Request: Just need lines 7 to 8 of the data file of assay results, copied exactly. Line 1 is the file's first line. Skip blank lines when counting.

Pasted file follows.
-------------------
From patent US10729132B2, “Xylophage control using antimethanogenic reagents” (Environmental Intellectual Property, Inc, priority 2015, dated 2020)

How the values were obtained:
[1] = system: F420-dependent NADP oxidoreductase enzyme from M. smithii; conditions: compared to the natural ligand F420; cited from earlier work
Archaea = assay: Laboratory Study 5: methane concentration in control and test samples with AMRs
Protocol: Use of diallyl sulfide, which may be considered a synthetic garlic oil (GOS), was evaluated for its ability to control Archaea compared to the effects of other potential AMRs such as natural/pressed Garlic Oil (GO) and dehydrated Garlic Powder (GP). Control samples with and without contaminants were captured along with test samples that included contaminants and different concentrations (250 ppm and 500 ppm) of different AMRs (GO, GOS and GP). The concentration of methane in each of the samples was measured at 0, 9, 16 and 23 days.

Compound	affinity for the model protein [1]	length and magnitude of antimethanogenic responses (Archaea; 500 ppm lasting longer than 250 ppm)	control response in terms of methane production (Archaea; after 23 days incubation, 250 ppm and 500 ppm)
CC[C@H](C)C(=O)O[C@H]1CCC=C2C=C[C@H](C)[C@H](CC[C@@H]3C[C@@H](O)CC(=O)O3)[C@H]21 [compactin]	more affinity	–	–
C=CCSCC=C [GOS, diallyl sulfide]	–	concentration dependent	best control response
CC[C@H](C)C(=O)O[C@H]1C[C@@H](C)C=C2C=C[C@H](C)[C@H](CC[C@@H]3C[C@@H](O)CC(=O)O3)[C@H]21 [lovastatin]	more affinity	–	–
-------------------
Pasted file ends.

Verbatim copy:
CC[C@H](C)C(=O)O[C@H]1CCC=C2C=C[C@H](C)[C@H](CC[C@@H]3C[C@@H](O)CC(=O)O3)[C@H]21 [compactin]	more affinity	–	–
C=CCSCC=C [GOS, diallyl sulfide]	–	concentration dependent	best control response